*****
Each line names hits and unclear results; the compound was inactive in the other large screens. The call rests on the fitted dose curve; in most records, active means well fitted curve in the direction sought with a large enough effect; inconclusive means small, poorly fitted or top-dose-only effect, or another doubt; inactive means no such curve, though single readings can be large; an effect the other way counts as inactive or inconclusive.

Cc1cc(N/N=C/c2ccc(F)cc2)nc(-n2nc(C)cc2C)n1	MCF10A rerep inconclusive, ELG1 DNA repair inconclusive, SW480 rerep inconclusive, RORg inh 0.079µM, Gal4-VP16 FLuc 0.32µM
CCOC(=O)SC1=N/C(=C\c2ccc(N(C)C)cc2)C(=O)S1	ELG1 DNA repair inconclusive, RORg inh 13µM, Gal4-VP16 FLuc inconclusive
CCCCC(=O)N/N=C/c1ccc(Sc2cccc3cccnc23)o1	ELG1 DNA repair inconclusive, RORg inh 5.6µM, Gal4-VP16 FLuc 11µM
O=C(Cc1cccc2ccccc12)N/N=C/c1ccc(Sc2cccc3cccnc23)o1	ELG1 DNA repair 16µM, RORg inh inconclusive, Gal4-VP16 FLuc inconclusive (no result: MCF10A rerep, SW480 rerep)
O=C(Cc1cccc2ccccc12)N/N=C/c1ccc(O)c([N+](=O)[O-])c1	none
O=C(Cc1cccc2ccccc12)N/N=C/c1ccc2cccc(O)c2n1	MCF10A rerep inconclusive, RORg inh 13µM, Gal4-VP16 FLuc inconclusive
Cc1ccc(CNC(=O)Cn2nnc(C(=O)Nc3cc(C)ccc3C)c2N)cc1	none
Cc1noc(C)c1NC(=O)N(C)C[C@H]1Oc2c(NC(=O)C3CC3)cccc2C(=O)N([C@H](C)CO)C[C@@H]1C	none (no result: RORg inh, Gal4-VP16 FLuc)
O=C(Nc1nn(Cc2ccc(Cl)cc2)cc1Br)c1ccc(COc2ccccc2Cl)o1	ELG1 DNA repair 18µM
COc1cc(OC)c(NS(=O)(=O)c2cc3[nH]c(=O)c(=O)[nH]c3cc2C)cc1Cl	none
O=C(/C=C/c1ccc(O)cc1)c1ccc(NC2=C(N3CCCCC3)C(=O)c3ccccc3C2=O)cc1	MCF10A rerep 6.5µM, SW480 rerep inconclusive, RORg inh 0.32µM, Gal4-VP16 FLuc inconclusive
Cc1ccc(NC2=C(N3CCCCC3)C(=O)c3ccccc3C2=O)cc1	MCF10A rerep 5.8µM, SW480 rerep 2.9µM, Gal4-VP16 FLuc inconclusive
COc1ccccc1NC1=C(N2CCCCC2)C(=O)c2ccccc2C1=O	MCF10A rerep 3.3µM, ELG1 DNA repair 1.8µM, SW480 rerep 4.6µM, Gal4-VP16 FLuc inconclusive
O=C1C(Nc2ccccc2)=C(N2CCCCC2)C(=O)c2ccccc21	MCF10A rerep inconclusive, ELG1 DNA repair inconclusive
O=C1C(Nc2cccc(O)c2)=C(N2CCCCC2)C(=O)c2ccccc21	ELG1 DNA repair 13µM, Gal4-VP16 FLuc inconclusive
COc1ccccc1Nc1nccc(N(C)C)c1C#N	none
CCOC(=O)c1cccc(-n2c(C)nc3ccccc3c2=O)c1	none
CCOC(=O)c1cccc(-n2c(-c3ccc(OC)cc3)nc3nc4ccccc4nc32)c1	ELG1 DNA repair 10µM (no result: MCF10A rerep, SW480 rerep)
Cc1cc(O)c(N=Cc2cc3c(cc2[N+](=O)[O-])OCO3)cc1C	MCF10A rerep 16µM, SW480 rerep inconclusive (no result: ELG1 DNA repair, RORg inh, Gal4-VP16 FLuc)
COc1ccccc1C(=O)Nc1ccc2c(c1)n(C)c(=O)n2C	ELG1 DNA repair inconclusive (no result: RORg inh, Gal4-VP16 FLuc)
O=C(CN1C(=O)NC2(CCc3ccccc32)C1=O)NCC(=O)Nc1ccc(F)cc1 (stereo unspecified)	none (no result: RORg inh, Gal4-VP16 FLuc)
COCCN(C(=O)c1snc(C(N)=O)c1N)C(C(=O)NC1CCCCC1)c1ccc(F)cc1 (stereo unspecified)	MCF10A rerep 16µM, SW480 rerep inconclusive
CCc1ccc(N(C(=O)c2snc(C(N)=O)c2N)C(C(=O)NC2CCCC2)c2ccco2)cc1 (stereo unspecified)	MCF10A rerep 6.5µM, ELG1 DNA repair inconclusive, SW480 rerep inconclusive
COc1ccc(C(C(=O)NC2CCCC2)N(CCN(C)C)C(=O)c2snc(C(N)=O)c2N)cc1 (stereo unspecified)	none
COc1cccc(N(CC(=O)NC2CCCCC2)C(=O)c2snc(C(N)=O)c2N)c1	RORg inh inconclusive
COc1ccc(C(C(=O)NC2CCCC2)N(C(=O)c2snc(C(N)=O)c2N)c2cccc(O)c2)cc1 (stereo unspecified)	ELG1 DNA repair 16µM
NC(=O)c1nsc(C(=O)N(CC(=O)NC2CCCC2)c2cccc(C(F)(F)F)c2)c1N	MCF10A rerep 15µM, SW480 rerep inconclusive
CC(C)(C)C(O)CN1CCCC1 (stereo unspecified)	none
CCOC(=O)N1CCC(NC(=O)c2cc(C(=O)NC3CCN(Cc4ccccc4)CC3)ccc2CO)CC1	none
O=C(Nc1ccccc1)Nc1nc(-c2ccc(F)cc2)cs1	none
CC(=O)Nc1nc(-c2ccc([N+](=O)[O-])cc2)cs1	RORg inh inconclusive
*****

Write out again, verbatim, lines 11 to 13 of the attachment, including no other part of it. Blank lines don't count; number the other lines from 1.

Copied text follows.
COc1cc(OC)c(NS(=O)(=O)c2cc3[nH]c(=O)c(=O)[nH]c3cc2C)cc1Cl	none
O=C(/C=C/c1ccc(O)cc1)c1ccc(NC2=C(N3CCCCC3)C(=O)c3ccccc3C2=O)cc1	MCF10A rerep 6.5µM, SW480 rerep inconclusive, RORg inh 0.32µM, Gal4-VP16 FLuc inconclusive
Cc1ccc(NC2=C(N3CCCCC3)C(=O)c3ccccc3C2=O)cc1	MCF10A rerep 5.8µM, SW480 rerep 2.9µM, Gal4-VP16 FLuc inconclusive